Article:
Russian paper faces axe after poking fun at Putin

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MOSCOW, Sep 21 (Reuters) A Russian regional newspaper is under threat of closure after it poked fun at President Vladimir Putin and depicted him in the uniform of the Nazi Germany SS, its editor said today.

A member of the pro-Kremlin United Russia party has brought a legal action to shut down the Saratov Reporter, published weekly in the Volga city of Saratov, which ran the satirical piece and offending picture on August. 31.

In a collage, a picture of Putin's head was pasted onto the body of Max Otto von Stierlitz, a fictitious Soviet spy who worked as a mole in the SS in a cult 1970s film, one of Putin's favourite spy movies.

Putin, an ex-KGB spy himself who served in Germany, four years ago personally decorated the actor who played von Stierlitz.

''Stierlitz has nothing to do with this. It's President Putin who is featured there,'' Alexander Lando, a lawyer and United Russia active member, told Reuters by telephone from Saratov.

''Can you imagine a president of any Western nation being shown in a SS uniform? This lies beyond morality or any ethical standards.'' Rosokhrankultura, a body created by Putin to supervise the mass media, backed Lando's initiative, sending a lawsuit to the regional court and asking for the weekly to be closed.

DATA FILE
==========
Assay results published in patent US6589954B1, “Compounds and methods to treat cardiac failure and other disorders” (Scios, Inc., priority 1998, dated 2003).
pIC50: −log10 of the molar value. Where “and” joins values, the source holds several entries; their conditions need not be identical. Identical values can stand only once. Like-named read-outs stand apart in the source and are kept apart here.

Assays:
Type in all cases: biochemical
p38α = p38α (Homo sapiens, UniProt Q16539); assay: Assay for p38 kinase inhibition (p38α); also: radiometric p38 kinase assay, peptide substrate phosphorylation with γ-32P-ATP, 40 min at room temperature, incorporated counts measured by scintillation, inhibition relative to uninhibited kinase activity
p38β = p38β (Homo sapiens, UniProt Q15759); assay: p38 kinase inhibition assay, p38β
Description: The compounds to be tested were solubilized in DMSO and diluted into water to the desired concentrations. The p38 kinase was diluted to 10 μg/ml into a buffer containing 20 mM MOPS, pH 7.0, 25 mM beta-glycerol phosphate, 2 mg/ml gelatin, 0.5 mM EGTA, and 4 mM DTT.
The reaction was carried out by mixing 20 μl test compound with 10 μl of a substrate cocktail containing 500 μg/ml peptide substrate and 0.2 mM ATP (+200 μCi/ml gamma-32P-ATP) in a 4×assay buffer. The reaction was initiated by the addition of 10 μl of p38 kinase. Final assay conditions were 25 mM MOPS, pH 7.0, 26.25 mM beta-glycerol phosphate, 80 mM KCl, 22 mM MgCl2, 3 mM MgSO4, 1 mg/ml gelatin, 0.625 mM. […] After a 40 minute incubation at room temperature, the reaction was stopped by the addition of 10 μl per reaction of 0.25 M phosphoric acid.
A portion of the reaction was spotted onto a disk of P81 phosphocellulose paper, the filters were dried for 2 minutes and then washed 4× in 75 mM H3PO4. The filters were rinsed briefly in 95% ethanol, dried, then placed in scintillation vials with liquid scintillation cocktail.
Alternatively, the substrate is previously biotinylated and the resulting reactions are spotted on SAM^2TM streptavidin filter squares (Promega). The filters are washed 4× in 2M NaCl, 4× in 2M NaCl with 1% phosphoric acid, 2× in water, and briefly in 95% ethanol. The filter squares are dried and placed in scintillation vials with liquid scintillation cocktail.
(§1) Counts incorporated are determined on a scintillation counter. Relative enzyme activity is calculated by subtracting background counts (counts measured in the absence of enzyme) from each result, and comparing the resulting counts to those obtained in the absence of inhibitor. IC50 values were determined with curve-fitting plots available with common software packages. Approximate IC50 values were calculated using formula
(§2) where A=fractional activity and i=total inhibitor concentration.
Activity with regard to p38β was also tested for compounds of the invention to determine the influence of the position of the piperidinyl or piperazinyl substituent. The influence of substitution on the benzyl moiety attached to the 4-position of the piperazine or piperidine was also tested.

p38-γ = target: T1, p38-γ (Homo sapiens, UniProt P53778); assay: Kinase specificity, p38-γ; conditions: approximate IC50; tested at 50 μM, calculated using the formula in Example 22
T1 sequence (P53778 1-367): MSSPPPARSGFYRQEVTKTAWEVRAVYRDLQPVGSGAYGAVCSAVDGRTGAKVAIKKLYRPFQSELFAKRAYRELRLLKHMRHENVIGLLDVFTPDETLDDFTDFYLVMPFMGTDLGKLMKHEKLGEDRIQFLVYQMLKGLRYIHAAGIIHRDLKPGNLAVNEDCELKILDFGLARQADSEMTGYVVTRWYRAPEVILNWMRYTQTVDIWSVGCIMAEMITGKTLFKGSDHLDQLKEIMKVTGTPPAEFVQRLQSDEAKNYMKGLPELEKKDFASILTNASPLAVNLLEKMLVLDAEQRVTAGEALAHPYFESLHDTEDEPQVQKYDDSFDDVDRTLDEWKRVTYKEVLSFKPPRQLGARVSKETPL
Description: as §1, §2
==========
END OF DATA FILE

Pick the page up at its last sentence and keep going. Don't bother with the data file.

''This collage ... serves to associate Russian President Vladimir Putin with an officer of SS troops of Nazi Germany,'' the lawsuit said.

''One can clearly see the hand of United Russia behind the lawsuit, the big, fat, brazen hand conspicuously standing out in full size,'' the weekly's editor-in-chief, Sergei Mikhailov, told Reuters by telephone.

United Russia, he said, was trying to gag a dissenting voice in Saratov and stop him running for the regional assembly as a non-party candidate.

Russia holds parliamentary elections in December and the United Russia party, patronised by Putin, is expected to win a majority of seats in the 450-member chamber. Most regional governors, including Saratov's, are United Russia members.

''They are afraid of me and they fear United Russia's rating may dip here because we write critical stories about them,'' Mikhailov said. He maintained that the picture of Putin was no more than a joke.

Putin has vowed to step down in 2008 after presidential elections set for March. He is expected to use his wide popularity to help a handpicked successor win a landslide.

A local United Russia spokesman shrugged off the criticism: ''This paper has not won the respect of the people,'' he told Reuters. ''The editor is like a miserable dog barking at an elephant,'' he said.


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